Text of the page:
Operating Systems Domains

OS Networks part 2


4.2 Identify concepts and capabilities relating to the Internet and basic procedures for setting up a system for Internet access.

Concepts and terminology

Internet Service Providers (ISPs) are companies that offer Internet connectivity to end customers. world. ISPs offer a range of services to end users, including:

web browsing
server space for a web site
Usenet news group access
For dial-up Internet connections, most Internet Service Providers (ISPs) automatically assign your computer a dynamic IP address.
Transmission Control Protocol/Internet Protocol. A networking protocol that allows computers to communicate across interconnected networks and the Internet. Every computer on the Internet supports TCP/IP.

Microsoft TCP/IP provides the following benefits:

Support for Internet connectivity and the Point-to-Point Protocol (PPP).
Connectivity across interconnected networks with different operating systems and hardware platforms, including communication with many non-Microsoft systems, such as Internet hosts, Apple Macintosh systems, IBM mainframes, UNIX systems, and Open VMS systems.
Support for automatic TCP/IP configuration using Dynamic Host Configuration Protocol (DHCP) servers such as Windows NT servers.
Support for automatic IP-address-to-NetBIOS computer name resolution using Windows NT Windows Internet Naming Service (WINS) servers.
Support for Windows Sockets 1.1 and 2.0, which are used by many client/server applications and many public-domain Internet tools.
Support for the NetBIOS interface, commonly known as NetBIOS over TCP/IP.
Support for many commonly used utilities, which are installed with the protocol.
To install TCP/IP

In the Network option in Control Panel, click Add on the Configuration tab.
In the Select Network Component Type dialog box, double-click Protocol.
In the Select Network Protocol dialog box, select Microsoft from the Manufacturers list. In the Network Protocols list, click TCP/IP.
Click OK.
Internetwork packet exchange / sequenced packet exchange is a protocol stack used by Novell networks. IPX is the NetWare protocol for packet forwarding and routing. SPX is connection oriented used to guarantee the delivery of the data being sent.
NWlink is the microsoft implementation of the IPX/SPX protocol.

Microsoft IPX/SPX-compatible Protocol

Works with Microsoft Client for NetWare Networks and Novell Client for Windows 95/98.
Supports packet-burst mode to offer improved network performance.
Supports the Windows Sockets, NetBIOS, and ECB programming interfaces.
Support for automatic detection of frame type, network address, and other configuration settings.
Routable connectivity across all network bridges and routers configured for IPX/SPX routing.

NetBios extended user Interface. NetBEUI is used mostly on small, non routed networks. It is limited to microsoft based networks.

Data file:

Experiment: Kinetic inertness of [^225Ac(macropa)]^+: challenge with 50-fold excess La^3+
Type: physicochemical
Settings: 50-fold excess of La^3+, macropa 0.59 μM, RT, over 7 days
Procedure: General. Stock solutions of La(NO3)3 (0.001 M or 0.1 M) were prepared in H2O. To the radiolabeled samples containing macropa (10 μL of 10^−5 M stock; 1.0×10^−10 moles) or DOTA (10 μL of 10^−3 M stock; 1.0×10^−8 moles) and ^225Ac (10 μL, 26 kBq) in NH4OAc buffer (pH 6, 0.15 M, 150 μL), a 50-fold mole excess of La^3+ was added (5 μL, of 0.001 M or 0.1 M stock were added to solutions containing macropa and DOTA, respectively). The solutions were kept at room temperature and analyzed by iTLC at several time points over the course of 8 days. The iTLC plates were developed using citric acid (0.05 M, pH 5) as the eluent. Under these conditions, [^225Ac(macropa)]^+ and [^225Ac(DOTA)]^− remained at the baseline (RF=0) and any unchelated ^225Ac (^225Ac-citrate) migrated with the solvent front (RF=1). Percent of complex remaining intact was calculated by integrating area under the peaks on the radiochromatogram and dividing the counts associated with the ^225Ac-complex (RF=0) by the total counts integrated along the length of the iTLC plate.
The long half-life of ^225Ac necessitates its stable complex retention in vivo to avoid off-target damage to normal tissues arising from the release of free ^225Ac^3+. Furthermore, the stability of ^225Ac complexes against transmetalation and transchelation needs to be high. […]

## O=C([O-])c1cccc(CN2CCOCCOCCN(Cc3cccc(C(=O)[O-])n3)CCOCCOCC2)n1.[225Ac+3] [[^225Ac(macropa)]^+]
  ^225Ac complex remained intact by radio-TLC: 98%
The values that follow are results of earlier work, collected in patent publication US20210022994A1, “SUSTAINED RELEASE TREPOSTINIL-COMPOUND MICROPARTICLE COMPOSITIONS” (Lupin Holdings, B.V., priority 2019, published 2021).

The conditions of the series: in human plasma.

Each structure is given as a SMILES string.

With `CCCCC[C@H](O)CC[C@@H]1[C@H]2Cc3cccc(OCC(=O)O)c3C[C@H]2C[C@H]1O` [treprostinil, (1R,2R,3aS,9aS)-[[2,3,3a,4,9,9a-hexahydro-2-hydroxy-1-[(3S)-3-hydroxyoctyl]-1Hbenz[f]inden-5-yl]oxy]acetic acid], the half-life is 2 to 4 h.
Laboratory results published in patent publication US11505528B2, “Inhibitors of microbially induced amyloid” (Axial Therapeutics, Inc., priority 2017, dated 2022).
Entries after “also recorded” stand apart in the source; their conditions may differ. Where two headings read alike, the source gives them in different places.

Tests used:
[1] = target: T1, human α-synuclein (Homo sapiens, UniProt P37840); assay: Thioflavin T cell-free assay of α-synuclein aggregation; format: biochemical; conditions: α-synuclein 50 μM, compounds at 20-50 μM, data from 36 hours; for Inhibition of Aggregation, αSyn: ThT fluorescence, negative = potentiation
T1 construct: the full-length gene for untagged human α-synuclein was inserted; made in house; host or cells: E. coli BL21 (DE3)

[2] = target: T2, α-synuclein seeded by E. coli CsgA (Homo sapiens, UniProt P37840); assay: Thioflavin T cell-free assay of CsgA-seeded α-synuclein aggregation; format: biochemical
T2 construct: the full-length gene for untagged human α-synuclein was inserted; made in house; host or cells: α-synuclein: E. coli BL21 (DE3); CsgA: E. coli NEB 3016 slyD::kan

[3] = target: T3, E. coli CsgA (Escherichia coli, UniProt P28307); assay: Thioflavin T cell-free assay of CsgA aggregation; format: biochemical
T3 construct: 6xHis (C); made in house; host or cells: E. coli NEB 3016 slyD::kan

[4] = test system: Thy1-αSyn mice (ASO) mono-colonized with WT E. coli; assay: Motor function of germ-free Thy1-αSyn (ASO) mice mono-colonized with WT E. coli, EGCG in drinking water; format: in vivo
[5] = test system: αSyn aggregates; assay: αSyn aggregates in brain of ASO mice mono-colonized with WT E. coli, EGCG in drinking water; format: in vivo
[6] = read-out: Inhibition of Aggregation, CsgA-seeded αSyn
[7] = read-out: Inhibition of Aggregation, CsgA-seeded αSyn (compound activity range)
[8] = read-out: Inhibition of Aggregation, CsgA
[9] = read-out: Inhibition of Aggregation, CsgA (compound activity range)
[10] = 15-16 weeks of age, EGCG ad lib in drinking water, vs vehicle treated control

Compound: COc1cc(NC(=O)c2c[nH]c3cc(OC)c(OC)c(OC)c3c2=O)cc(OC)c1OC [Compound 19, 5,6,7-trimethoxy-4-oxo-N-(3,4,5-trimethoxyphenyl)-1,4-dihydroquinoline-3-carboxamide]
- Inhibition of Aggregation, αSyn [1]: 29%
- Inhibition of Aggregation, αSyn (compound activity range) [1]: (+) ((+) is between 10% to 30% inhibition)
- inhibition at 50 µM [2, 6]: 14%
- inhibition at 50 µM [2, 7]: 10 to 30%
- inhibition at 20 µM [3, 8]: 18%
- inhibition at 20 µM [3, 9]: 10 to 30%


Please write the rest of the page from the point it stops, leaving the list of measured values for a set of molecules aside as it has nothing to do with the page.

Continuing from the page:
Verifies connections to a remote computer or computers. This command is available only if the TCP/IP protocol has been installed.

Hypertext Markup Language which is used for writing pages for the web.

Hypertext transport protocol is the method by which web pages are transferred over the Internet.

File Transfer Protocol provides file transfers between local and remote computers it is installed with the TCP/IP connectivity utilities.

Domain Names (Web sites)
All Sites on the Internet have there own URL (Uniform Resource Locator), which tells an Internet application, the location and what access method to use. For example http://www.microsoft.com or ftp://ftp.microsoft.com, http:// and ftp:// are the access methods (protocols) and www.microsoft.com is the location.

Every computer on the Internet has a IP address, which is a set of 4 numbers ( because these numbers would be hard to remember the domain name system is used, so instead of typing the 4 sets of numbers you can simply type http://www.microsoft.com where www.microsoft.com is the domain name. The last three letters of the domain name is the domain type such as .com (commercial) .edu (education) .gov (government) et.

Dial-up networking
Allows your computer to access a network or the Internet from a remote location. You connect to an ISP by using Dial-Up Networking to dial in to their Point-to-Point Protocol (PPP) or Serial Line IP (SLIP) servers, which are connected directly to the Internet All SLIP accounts require you to manually configure an IP address on your computer when you connect. Service providers who support PPP usually assign an IP address automatically each time you dial in to the service provider.

This utility determines the route taken to a network destination.

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